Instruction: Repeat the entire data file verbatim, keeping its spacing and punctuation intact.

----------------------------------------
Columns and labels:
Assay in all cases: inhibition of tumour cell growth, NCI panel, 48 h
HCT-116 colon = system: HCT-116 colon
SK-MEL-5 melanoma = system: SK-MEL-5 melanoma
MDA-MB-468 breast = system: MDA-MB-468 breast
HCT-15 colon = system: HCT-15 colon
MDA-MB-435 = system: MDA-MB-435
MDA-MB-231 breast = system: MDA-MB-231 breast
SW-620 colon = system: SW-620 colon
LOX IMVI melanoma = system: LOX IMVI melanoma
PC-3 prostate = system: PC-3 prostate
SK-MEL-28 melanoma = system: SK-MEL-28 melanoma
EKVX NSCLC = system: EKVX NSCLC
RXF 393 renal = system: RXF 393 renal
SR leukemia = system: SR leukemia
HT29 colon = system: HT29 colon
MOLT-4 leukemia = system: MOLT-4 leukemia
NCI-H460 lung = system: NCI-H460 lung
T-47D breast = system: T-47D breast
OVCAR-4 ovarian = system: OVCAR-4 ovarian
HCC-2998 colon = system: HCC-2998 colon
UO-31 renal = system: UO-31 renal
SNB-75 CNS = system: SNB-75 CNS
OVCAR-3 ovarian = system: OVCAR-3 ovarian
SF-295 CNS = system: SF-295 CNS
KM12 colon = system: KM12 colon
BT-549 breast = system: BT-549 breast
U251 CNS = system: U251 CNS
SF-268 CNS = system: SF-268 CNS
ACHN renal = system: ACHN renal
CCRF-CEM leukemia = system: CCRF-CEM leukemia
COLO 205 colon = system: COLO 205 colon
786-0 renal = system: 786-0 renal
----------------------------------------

Columns and labels:
Assay in all cases: inhibition of tumour cell growth, NCI panel, 48 h
HCT-116 colon = system: HCT-116 colon
SK-MEL-5 melanoma = system: SK-MEL-5 melanoma
MDA-MB-468 breast = system: MDA-MB-468 breast
HCT-15 colon = system: HCT-15 colon
MDA-MB-435 = system: MDA-MB-435
MDA-MB-231 breast = system: MDA-MB-231 breast
SW-620 colon = system: SW-620 colon
LOX IMVI melanoma = system: LOX IMVI melanoma
PC-3 prostate = system: PC-3 prostate
SK-MEL-28 melanoma = system: SK-MEL-28 melanoma
EKVX NSCLC = system: EKVX NSCLC
RXF 393 renal = system: RXF 393 renal
SR leukemia = system: SR leukemia
HT29 colon = system: HT29 colon
MOLT-4 leukemia = system: MOLT-4 leukemia
NCI-H460 lung = system: NCI-H460 lung
T-47D breast = system: T-47D breast
OVCAR-4 ovarian = system: OVCAR-4 ovarian
HCC-2998 colon = system: HCC-2998 colon
UO-31 renal = system: UO-31 renal
SNB-75 CNS = system: SNB-75 CNS
OVCAR-3 ovarian = system: OVCAR-3 ovarian
SF-295 CNS = system: SF-295 CNS
KM12 colon = system: KM12 colon
BT-549 breast = system: BT-549 breast
U251 CNS = system: U251 CNS
SF-268 CNS = system: SF-268 CNS
ACHN renal = system: ACHN renal
CCRF-CEM leukemia = system: CCRF-CEM leukemia
COLO 205 colon = system: COLO 205 colon
786-0 renal = system: 786-0 renal